Top Ten Tuesdays: Brain Busters

Back again with another fine Top Ten Tuesday. I love thinking books (and movies) so this one should be a cinch! Thanks, as always, to The Broke and The Bookish for keeping this top ten train a-runnin’.

Top Ten Books That Made Me Think

1. World War Z: An Oral History of the Zombie War by Max Brooks

I read this one to my husband while we drove from our remote coastal college town back to our suburban hometown for Thanksgiving. Thanks to the wreck of a propane truck on the 101 (which has no alternate routes for hundreds of miles), we got stuck on the road just outside Willits for hours and had time to not only finish the book, but discuss it in detail. This led to the formation of our Zombie Apocalypse Survival Plan. Friends were informed of their roles via text.

2. Battle Royale by Koushun Takami (as translated by Yuji Oniki)

This was just straight-up “What would I do?” musing. If I found myself in the position of being forced to fight my peers to the death, without weeks to prepare or review my strengths, in an unknown landscape and in possession of a randomly assigned weapon. The range of characters in the novel allows for the exploration of an incredible number of responses to an unbelievable situation.

3. Feed by M.T. Anderson

This is one that I think of often, though not consciously. I will see someone do something, hear a conversation or political soundbite, or read an article that reminds me of a passage from this well-observed novel. And then I despair for the future of America (and possibly humanity).

4. To Kill a Mockingbird by Harper Lee

I think of To Kill a Mockingbird often, for so many reasons. When I think about strong character and virtue I think of Atticus’ courage and integrity. When I think of childhood with my brother I think of Jem and Scout (mostly the baton-breaking). When I am reminded of how small and selfish people can be, or the awful things they will do out of fear, I think of the Ewells. When I think about conformity, Dolphus Raymond comes to mind. I could come up with a dozen more examples, but one thing I know is true: it is weird that I identify most strongly with Scout and Boo Radley.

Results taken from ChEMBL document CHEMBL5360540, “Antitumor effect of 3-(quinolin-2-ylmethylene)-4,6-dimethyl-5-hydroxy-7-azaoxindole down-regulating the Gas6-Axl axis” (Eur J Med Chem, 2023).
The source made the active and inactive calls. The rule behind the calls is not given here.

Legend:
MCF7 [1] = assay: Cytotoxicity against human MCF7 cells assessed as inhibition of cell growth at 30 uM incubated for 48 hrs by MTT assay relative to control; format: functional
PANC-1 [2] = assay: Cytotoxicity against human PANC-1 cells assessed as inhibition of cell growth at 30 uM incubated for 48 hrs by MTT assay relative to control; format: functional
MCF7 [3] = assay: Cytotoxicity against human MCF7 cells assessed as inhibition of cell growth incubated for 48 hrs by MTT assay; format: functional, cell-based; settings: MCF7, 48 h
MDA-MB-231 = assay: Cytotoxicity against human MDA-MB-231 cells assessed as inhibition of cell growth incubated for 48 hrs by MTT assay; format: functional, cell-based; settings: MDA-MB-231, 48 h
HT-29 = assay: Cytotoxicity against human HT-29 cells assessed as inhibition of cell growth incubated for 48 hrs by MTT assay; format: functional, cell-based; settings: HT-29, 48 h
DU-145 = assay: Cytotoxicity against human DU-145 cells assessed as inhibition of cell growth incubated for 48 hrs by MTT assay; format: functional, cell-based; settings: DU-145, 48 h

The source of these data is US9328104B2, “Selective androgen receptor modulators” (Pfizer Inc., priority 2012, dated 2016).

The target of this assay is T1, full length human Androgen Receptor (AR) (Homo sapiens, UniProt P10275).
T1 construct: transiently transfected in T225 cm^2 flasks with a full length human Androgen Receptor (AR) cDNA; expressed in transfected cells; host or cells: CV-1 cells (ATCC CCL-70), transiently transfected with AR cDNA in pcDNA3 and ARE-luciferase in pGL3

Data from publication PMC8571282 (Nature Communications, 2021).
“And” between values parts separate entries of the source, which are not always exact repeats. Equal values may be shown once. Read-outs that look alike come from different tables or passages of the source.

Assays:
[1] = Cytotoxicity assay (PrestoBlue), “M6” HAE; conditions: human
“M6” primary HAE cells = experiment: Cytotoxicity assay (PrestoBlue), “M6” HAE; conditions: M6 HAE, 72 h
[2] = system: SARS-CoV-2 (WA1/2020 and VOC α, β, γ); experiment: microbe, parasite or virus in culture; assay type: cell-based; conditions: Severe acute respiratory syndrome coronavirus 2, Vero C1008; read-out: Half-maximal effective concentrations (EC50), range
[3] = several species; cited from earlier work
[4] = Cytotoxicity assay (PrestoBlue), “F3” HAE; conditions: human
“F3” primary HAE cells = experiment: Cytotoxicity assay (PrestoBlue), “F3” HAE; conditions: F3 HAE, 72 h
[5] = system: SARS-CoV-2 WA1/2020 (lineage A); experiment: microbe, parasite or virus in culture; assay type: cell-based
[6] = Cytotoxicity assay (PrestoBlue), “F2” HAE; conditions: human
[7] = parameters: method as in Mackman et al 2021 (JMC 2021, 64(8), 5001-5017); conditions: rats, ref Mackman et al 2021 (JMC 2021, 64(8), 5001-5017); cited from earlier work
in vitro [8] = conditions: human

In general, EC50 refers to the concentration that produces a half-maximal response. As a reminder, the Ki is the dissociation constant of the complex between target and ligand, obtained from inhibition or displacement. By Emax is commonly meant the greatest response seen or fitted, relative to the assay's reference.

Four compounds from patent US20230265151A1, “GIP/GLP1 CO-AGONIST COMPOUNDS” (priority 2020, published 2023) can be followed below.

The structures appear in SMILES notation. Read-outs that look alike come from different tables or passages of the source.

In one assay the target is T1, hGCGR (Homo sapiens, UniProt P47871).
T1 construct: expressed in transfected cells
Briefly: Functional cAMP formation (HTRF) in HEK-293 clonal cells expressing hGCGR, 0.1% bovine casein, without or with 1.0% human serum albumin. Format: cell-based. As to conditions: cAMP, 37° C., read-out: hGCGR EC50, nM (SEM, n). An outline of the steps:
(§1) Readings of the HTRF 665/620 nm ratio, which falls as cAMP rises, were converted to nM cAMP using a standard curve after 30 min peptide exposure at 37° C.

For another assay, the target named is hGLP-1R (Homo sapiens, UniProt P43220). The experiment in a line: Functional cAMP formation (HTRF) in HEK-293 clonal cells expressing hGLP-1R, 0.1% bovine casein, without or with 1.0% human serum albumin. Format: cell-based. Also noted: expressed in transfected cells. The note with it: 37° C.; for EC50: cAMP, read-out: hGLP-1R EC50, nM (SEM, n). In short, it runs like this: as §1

5. White Oleander by Janet Fitch

I have read my copy of this book to pieces, and hardly a day passes without a line of Fitch’s prose drifting through my mind. It was the first time I read a book and felt like my life had been laid bare. That I had that “How did she know?” moment, wondering about an author. Between Astrid’s observation and experience, and Ingrid’s epistolary instruction, there is plenty to mull over long after the last page is turned.

6. American Gods by Neil Gaiman

Rumination on what the modern American finds worthy of worship, or worships without conscious thought.

7. The Joy Luck Club by Amy Tan

I often find myself reflecting on the cultural and generational gap between Tan’s mothers and daughters in this novel. Their desire to please and care for one another, and their sometimes conflicting desires for independence and understanding. Hard-earned wisdom and secrets lost in translation.

8. The Harry Potter Series by J.K. Rowling

One of the most satisfying things about reading the entire series to my husband was getting to discuss it with him. From the big themes like good vs. evil and the shades of gray in-between, to the minutiae of who made a good couple and why the epilogue makes me mad.

9. Higher Education by Charles Sheffield and Jerry Pournelle

As someone who works in education, after being the first in my extended family to attend college (and still the only one to graduate), I have a particular interest in speculative fiction based on the failure of the education system. Many times during my days at various educational sites scenes from this novel or certain lines will flash through my head. Based on my experience substituting today, I am still not convinced that this future is so implausible.

10. From the Mixed-Up Files of Mrs. Basil E. Frankweiler by E. L. Konigsburg

I gave this book a lot of thought as a child because I seriously considered running away on multiple occasions. I fully intended to take my little brother with me and I wanted to be just as well-prepared as Claudia. She really picked the primo hideout, and was quite a successful runaway in terms of time on the lam before being returned home.

4 responses to “Top Ten Tuesdays: Brain Busters

    • There is an excellent audio book, where they cast different readers for the different accounts. Mark Hamill plays the soldier from the Battle of Hoboken, and is awesome.

      • So cool, I was planning on reading it again but maybe I will just track down the audio book. Mark Hamill is such a good voice actor, who would have guessed that Luke Skywalker had that in him? He does the Joker’s voice in Arkham Asylum and I can never believe it.

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